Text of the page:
Lucas might have found ways to make all this grip regardless, by keeping us occupied with the moment-by-moment exhilaration that used to be his stock-in-trade. However the way he’s chosen to make this additional trilogy – shooting his actors drearily rehearsing their fates against wall-to-wall CGI vistas – nearly nothing on screen solidly counts. Too often he’s plainly more interested in the backdrops: every interminable dialogue scene takes place in vast windowed chambers with ships whizzing by outside, leaving us to wonder why Anakin and Padmé seem to be living in some type of wipe-clean intergalactic departure lounge. What was wrong with the lonely blackness of space?
The script is at least as painful as it was in the last two installments – worse, if anything. “At last the Jedi are no more!” trumpets the increasingly hammy McDiarmid. “Not if anything to say about it I have,” responds Yoda. Come again? Extremely annoying his topsy-turvy speech gets. The only way Lucas can stop all the continuous talk from sending us into a coma is to splice these conversations into something more eventful, for instance the rather good piece where Obi-Wan tracks down the droid chief General Grievous. But it’s a cheap delaying tactic which means that all his best action sequences are doled out in choppy segments. Call this skilful editing you really couldn’t.
And the acting – boy, oh boy, the acting. McGregor, very good in other things, looks unmistakably and rightly sheepish about his Alec Guinness impression. Samuel L Jackson can give none of his usual furious cool into the characterization-free-zone which is Mace Windu. And Christensen – less Anakin, more mannequin – makes Orlando Bloom in Kingdom of Heaven look good. Conversion to the Dark Side registers here as a classic, deepening sulk, so much so that our man’s willingness to embrace the dark aspects of the Force can be seen at any given moment by the precise hang of his lower lip. The performance brings so little sparks, personality or human fire that when Portman claims she’s pregnant, you stare at the frozen father-to-be and as yourself, How?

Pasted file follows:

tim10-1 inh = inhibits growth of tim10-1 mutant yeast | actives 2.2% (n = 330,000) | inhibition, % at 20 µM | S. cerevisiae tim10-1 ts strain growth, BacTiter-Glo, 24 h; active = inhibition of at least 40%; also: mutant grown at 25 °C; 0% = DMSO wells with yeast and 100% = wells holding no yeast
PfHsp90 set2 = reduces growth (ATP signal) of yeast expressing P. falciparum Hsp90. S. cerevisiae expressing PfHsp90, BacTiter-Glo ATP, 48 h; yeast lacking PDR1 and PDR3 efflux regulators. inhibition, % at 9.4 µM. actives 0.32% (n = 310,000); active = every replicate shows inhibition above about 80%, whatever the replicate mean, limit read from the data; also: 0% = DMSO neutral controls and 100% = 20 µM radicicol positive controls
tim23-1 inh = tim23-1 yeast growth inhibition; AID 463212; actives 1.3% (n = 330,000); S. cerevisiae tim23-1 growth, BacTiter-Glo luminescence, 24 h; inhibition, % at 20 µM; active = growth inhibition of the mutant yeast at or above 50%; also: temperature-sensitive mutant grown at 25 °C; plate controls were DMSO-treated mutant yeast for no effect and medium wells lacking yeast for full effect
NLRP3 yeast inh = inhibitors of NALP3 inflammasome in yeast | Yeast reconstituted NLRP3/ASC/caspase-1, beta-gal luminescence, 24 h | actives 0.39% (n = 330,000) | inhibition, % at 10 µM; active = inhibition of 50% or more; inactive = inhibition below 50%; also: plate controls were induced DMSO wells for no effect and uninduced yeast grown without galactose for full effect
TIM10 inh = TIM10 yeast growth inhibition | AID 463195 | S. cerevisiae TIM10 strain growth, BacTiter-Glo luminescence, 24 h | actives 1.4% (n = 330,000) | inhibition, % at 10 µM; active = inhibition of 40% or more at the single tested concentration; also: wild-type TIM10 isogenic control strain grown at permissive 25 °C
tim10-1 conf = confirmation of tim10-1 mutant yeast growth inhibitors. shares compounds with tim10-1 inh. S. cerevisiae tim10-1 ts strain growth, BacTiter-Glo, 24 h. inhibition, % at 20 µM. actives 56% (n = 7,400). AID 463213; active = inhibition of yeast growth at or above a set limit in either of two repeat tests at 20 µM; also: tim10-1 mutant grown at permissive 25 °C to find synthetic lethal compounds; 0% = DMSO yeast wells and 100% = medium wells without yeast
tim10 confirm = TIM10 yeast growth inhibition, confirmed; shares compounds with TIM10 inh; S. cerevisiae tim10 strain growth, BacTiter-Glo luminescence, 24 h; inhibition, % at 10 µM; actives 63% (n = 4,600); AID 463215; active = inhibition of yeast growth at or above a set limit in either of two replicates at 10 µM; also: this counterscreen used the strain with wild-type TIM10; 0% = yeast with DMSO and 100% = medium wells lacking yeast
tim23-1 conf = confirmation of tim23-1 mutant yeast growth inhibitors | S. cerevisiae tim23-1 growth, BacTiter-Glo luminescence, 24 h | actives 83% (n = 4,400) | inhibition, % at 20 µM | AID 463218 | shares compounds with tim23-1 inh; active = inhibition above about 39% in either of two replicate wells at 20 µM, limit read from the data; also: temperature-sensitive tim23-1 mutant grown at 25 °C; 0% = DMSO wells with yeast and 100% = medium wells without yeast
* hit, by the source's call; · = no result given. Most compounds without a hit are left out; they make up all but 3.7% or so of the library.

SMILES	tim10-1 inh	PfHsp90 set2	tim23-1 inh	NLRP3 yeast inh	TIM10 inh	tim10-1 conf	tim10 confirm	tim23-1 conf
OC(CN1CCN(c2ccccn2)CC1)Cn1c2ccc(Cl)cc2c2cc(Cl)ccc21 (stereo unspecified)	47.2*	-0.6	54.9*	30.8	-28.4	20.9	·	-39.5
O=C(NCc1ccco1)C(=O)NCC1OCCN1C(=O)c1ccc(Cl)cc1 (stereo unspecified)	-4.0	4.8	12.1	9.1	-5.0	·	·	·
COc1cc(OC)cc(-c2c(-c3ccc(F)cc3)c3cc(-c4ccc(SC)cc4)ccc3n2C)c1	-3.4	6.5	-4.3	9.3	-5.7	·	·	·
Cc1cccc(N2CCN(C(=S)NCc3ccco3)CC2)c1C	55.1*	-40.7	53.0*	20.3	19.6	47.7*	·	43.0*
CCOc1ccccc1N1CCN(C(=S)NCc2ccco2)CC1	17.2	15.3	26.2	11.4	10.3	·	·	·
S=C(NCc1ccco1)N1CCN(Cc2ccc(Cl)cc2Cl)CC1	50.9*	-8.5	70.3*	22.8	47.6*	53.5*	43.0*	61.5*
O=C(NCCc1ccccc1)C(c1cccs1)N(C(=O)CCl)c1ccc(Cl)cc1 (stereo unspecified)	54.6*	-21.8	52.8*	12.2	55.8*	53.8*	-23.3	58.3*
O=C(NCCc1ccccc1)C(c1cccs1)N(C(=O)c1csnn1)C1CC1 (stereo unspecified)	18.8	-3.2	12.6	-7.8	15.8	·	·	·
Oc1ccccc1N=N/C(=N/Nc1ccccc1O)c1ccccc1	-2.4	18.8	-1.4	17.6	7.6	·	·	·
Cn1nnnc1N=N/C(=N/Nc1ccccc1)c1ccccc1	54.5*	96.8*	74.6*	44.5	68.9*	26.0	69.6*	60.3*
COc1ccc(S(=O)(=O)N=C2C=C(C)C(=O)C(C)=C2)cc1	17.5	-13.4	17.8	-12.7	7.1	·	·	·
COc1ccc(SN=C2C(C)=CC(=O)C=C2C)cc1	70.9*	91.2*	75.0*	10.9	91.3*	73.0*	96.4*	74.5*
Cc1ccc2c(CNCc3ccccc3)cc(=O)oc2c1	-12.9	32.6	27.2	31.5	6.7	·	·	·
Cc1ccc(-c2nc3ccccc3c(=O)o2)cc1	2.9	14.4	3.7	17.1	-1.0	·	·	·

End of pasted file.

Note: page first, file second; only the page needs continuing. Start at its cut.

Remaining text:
Only at the very close does Lucas pull a couple of interesting moments out of the hat. Anakin’s abandonment by Obi-Wan, the rescue of his charred, disfigured body by McDiarmid’s Palpatine, and Padmé’s simultaneous labor are sequences of visceral end-of-the-line drama we can really relate with.
But there’s still something perfunctory and underwhelming about the all-action climax, which gives us two protracted, cross-cut lightsaber duels between four characters we know have to survive. Where’s the edge-of-your-seat excitement in that?
And, I’m probably wrong, but wasn’t evil kind of supposed to win over good in this time around? Instead, the principal players duke it out to a 0-0 draw, and we all know how dull those can be. All a reviewer like me can do is beg the audiences to go in with perhaps lowered expectations, loads of sugary snacks, and emergency action figures to escape from depression.